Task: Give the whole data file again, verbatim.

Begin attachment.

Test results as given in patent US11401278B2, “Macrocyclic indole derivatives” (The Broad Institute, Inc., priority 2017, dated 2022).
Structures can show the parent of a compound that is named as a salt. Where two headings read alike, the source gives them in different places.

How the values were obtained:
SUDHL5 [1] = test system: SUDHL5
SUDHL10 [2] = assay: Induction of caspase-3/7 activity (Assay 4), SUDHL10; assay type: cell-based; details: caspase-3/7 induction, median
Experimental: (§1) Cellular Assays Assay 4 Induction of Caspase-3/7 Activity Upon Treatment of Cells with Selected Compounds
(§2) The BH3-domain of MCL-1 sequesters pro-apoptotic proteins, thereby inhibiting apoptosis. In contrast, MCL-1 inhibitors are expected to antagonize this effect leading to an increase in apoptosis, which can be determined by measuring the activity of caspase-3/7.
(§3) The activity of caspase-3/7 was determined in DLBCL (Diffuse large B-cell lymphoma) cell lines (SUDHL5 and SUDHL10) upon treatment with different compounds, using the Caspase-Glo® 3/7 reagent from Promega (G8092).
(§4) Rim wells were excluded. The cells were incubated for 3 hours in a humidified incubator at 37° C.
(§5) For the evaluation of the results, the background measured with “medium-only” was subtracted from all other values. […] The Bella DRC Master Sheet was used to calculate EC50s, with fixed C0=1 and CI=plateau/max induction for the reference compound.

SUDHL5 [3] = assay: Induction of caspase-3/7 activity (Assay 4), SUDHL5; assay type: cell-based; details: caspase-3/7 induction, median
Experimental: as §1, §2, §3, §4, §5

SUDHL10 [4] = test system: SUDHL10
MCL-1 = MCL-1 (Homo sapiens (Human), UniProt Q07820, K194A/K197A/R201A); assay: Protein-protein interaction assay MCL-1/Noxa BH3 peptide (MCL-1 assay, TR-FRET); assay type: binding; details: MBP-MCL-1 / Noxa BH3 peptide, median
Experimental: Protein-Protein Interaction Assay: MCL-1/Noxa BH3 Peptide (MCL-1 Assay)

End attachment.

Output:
Test results as given in patent US11401278B2, “Macrocyclic indole derivatives” (The Broad Institute, Inc., priority 2017, dated 2022).
Structures can show the parent of a compound that is named as a salt. Where two headings read alike, the source gives them in different places.

How the values were obtained:
SUDHL5 [1] = test system: SUDHL5
SUDHL10 [2] = assay: Induction of caspase-3/7 activity (Assay 4), SUDHL10; assay type: cell-based; details: caspase-3/7 induction, median
Experimental: (§1) Cellular Assays Assay 4 Induction of Caspase-3/7 Activity Upon Treatment of Cells with Selected Compounds
(§2) The BH3-domain of MCL-1 sequesters pro-apoptotic proteins, thereby inhibiting apoptosis. In contrast, MCL-1 inhibitors are expected to antagonize this effect leading to an increase in apoptosis, which can be determined by measuring the activity of caspase-3/7.
(§3) The activity of caspase-3/7 was determined in DLBCL (Diffuse large B-cell lymphoma) cell lines (SUDHL5 and SUDHL10) upon treatment with different compounds, using the Caspase-Glo® 3/7 reagent from Promega (G8092).
(§4) Rim wells were excluded. The cells were incubated for 3 hours in a humidified incubator at 37° C.
(§5) For the evaluation of the results, the background measured with “medium-only” was subtracted from all other values. […] The Bella DRC Master Sheet was used to calculate EC50s, with fixed C0=1 and CI=plateau/max induction for the reference compound.

SUDHL5 [3] = assay: Induction of caspase-3/7 activity (Assay 4), SUDHL5; assay type: cell-based; details: caspase-3/7 induction, median
Experimental: as §1, §2, §3, §4, §5

SUDHL10 [4] = test system: SUDHL10
MCL-1 = MCL-1 (Homo sapiens (Human), UniProt Q07820, K194A/K197A/R201A); assay: Protein-protein interaction assay MCL-1/Noxa BH3 peptide (MCL-1 assay, TR-FRET); assay type: binding; details: MBP-MCL-1 / Noxa BH3 peptide, median
Experimental: Protein-Protein Interaction Assay: MCL-1/Noxa BH3 Peptide (MCL-1 Assay)